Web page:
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Freddie is Romanian, he was unwanted and kept in an outside kennel with little human interaction for about the first year of his life and then dumped in a public shelter. He was rescued from there and a foster carer looked after and worked with him for around 5 months and then put him up for adoption for his forever home. I have had him 2 weeks. When he first arrived he was terrified, growling, snarling and snapping at people, when I went to collect him I bribed him with chicken and he was good travelling home in the car. It only took 3/4 days to toilet train him - smart dog - he loves a cuddle, pulls a bit on his harness but we are working on that. He's learnt sit, lie down, wait already. Sorry about the long winded post, I just wanted to give background.
My 2 major problems are,
1. he's snapping - putting harness on, taking harness off, drying feet with towel, cleaning bottom, cleaning eyes, I've never experienced this before. I realise it's most likely due to ill treatment and it's fear and mistrust rather than aggression. He's not biting hard, just mouthing really, a warning - get off! - I also realise it's something I need to handle quickly and correctly.
2. He starts crying, whining and kicking up in public if we stop walking and also barks and lunges at other dogs. I've been trying to get his attention and reward 'quiet'
I know it's really early days, but want to get started on the right track as soon as possible.
Advice please?
 

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I'm not sure I can help with your first question, but as the owner of a snarling beast on a leash myself, I can say that a lot of leash reactivity is management. There are lots of threads on that topic because it's quite common. You're not alone!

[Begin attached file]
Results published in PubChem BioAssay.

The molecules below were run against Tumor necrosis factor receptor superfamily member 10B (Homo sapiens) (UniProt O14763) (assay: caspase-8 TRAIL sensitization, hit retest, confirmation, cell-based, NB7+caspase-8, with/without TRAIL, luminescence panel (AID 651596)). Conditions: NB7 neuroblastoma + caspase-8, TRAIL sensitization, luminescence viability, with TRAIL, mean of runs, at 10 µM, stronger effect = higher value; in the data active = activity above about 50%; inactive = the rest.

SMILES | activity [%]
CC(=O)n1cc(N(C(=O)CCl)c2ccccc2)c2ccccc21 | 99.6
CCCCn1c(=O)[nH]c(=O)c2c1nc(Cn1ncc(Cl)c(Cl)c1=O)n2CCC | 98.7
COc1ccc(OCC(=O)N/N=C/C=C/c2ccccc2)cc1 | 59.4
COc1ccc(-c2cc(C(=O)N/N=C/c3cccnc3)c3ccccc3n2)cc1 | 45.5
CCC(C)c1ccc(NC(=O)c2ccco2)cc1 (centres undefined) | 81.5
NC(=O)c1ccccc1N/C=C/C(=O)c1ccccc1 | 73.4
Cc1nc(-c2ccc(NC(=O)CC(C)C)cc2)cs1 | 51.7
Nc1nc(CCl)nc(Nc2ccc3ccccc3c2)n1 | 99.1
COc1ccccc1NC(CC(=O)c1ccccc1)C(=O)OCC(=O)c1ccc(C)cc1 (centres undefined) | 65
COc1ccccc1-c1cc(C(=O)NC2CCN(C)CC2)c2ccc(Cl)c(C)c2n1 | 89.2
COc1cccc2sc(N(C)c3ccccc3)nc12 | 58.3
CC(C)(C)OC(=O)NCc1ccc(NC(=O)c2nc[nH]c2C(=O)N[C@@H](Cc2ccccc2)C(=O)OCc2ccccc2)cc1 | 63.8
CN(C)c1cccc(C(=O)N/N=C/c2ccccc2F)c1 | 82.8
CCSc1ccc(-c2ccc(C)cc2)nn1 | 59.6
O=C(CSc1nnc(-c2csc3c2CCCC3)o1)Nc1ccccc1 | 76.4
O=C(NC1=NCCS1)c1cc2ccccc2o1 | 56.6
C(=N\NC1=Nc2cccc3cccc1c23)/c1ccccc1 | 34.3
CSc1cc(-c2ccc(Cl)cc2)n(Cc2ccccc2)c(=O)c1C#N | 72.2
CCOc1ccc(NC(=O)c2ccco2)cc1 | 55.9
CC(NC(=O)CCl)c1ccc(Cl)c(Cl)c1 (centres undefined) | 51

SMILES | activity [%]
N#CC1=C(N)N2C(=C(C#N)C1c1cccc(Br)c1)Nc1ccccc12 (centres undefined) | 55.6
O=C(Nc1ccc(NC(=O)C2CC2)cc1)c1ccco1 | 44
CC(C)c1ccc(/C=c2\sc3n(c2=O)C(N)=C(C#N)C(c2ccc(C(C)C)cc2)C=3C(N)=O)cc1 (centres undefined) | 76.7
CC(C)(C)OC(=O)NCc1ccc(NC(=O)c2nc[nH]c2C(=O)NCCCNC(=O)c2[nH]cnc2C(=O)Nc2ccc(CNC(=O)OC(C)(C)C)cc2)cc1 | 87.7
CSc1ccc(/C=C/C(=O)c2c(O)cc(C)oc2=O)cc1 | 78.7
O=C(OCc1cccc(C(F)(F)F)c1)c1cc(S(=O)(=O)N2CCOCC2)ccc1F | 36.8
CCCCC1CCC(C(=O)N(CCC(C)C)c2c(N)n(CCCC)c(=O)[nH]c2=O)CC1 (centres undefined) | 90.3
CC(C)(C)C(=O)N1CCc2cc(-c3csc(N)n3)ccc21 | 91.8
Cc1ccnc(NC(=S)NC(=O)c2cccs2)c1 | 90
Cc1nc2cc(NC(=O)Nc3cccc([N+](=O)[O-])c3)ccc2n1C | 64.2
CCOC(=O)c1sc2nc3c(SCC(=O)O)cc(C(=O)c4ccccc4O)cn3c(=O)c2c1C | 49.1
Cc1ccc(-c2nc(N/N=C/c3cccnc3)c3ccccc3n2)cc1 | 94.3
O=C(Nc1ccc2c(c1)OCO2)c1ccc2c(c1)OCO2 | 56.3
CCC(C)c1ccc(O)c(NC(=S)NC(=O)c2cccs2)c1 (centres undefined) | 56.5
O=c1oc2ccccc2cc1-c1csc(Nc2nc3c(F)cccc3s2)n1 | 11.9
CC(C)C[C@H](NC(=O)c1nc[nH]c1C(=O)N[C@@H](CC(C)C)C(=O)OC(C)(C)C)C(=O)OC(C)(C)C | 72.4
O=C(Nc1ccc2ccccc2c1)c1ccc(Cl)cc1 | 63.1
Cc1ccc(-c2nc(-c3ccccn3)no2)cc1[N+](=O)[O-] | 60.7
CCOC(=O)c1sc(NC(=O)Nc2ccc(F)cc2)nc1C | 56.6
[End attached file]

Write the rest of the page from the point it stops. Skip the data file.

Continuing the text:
Basically, in order to train your dog to look at you, or sit, or touch, or anything instead of freak out at the other dog...you have to be at a distance where they aren't already over threshold and freaking out. That might mean crossing the street if you see another dog, turning around, going around a solid barrier like a parked car...anything to prevent the incident from beginning. Then you can start working on getting his attention and giving a treat for whatever behavior you ask for (we like using "touch"). Eventually, a dog in the distance means we're going to work for treats, and that's way more fun than growling!

It's a process, though. Lately my challenging adolescent (7 months) hasn't been listening as well as she was, so we are doing a LOT more management (walking away) than training. We're going to try a training class where all of the dogs are on-leash to keep working on this, and that may be something to help you too! I'm excited because it's a large space and only 6 dogs are enrolled in class at a time.
 

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OP, look up "counter conditioning and desensitization" for the handling concerns. And this will help with the leash behavior too.

Not to derail the thread, but I am curious... Alisa, is Prinna's reactivity fear or frustration based?
 

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Thanks, Alisa, I've been working on 'look at me' so will try and use that as a distraction when we're out and about. I've been thinking of looking for a local training class, I think that would benefit us both.
 

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Not to derail the thread, but I am curious... Alisa, is Prinna's reactivity fear or frustration based?
Good question! I do not think it is fear based...maybe I should post a new thread with a video for interpretations! She has a very bold, rush-up-and-challenge-the-dog habit with most dogs...I can't unlock the key to why, but with some rare dogs she walks up head/tail down, sweet and submissive as can be. Those tend to be safe, known dogs. But with most, she is tail UP and ready to rush into their space, even with some dogs she has known for months at daycare. She is quiet, but does try to lunge even when there is distance between us and the other dog.

Every day I'm thankful that she is so people-friendly. And cute. She was snarling when a neighbor was passing us in the hallway last week with her dog, and she actually complimented Prinna. How my pup managed to earn a compliment while acting like a little demon is beyond me! :laugh:
 

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Don't put too much credit in the head/tail up meaning it's not fear. Mostly it means 'I want more space so I will rush forward and be aggressive/confrontational to get it'. Especially when the dog's ability to retreat is blocked by a leash or fence.

That said, quiet always worries me. Dogs who bluster and make a lot of noise are usually bluffing and issuing a warning - sort of screaming "GO AWAY" even if they're upright and lunging forward (especially then). Dogs who are quiet... not necessarily so much. The intent there can be much scarier.
 
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